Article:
(Editor’s note: This post was updated at 9:45 a.m. on Thursday, April 26.)
Dramatic changes in Louisville’s print industry continue with the ouster of a prize-winning photojournalist.
In a brief interview, Nation confirmed he has left Louisville magazine. He declined to comment in detail, asking to postpone an interview to a later date, and we agreed.
Nation’s career and work have been inextricably linked with Louisville Magazine for decades, with Nation a perennial winner of the Society of Professional Journalists’ Best Regional Magazine Photographer.
Nation’s departure represents a change in editorial philosophy at Louisville Magazine, said Publisher Dan Crutcher.
“Officially, what we did was eliminate the position of staff photographer,” Crutcher said. The goal is to use a variety of freelance photographers to add a variety of styles, he said.
Louisville Magazine has a relatively new editor and new art director, Crutcher said, “so we are undergoing changes and moving in new directions. Part of that change is, we want to use a variety of (photo talent) for new looks … something fresh.”
Asked if Nation would be considered for freelance work, Crutcher said, “Absolutely. If John is willing to do it.”
Bruce Allar, who was Louisville Magazine editor from 2000 to early 2011, describes Nation as a perfectionist, and as an artist.
“What most stands out to me is John’s tremendous abilities with natural light,” said Allar, who is vice president of meetings and conferences for Louisville-based International Pizza Expo. The company also publishes Pizza Today magazine, a national industry publication.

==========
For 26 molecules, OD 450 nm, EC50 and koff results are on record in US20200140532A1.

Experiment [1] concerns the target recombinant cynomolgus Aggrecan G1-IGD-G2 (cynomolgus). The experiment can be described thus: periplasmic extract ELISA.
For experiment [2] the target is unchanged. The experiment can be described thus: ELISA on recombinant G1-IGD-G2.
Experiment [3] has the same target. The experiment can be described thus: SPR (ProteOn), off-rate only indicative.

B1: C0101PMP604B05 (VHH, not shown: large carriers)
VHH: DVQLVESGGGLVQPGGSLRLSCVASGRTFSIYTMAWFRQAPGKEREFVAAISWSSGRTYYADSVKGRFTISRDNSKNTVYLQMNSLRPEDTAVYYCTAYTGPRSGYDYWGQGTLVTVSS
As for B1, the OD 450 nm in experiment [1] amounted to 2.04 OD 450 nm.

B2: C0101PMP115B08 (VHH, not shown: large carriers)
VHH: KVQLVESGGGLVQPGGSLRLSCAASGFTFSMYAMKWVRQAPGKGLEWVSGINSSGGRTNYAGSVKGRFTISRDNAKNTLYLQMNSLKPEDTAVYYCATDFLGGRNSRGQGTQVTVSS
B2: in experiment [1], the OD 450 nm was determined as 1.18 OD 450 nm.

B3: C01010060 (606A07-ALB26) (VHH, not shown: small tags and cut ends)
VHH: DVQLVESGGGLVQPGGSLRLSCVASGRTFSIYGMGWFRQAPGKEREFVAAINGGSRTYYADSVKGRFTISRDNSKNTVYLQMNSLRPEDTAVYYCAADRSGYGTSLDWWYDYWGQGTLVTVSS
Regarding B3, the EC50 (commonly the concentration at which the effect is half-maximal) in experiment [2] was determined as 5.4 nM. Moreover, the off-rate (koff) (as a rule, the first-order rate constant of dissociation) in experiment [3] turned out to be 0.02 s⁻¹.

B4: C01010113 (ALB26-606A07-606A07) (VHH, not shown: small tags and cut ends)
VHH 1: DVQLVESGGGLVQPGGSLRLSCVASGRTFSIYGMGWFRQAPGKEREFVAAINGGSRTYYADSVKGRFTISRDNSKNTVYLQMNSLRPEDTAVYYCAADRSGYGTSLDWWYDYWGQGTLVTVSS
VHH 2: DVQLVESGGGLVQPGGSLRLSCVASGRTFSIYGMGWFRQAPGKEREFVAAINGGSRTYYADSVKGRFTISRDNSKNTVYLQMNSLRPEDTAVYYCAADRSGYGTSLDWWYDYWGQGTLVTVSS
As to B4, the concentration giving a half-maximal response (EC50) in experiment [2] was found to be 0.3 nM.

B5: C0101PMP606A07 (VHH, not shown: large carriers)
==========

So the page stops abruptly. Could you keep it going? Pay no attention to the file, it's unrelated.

“He’d gear our schedule to the light, starting at the crack of dawn, going to the last five or 10 minutes before dusk so he could capture those incredible gold and reddish tones,” he said.
Nation has an art degree from the University of Louisville, where he was an accomplished swimmer and is in the school’s athletic Hall of Fame.
With formal training as an artist, Nation approaches shots analytically, breaking down and arranging all the graphic elements he saw through the viewfinder, Allar said: ”Composition is paramount for him.”
Nation has multiple strengths including nature shots, sports and especially portrature, Allar said. “His ability there goes beyond the technical. He has the ability to put subjects at ease.”
Allar said after he left Louisville magazine, he severed most of his ties: “I don’t know what’s going on there … I’ve not kept up.”
Nation’s departure from Louisville Magazine comes about one week after 26 veteran employees left the Courier-Journal, taking early retirement packages from CJ parent company Gannett Co. Inc. Gannett has had three rounds of staff cuts since 2008, when print advertising revenue began to decline sharply.
Asked if the magazine industry has been hit as hard as the newspaper business, Allar said, “It’s safe to say the print media is in a holding pattern or shrinking everywhere, and Louisville is no exception.”
But Crutcher said abolishing the staff photographer position has nothing to do with Gannett-style budget cutting:
“This was not a financial move. It has nothing to do with cost. If anything, I think it will end up costing us a much to use freelancers as it did to pay a staff photographer.”
Nation is well liked by his former colleagues, and outside journalists who’ve worked with him hold him in high regard.
According to one insider, who has worked with Nation in the past, “John is the kind of photographer who is gifted at putting his subjects at ease. Lots of photographers are fantastic shooters, but they have no ability to make their human subjects smile sincerely,” the source said. “He always understood how not to interrupt an interview with the camera; too many shooters get in the way and break the source’s train of thought or mood.
“He’s a great partner on assignment.”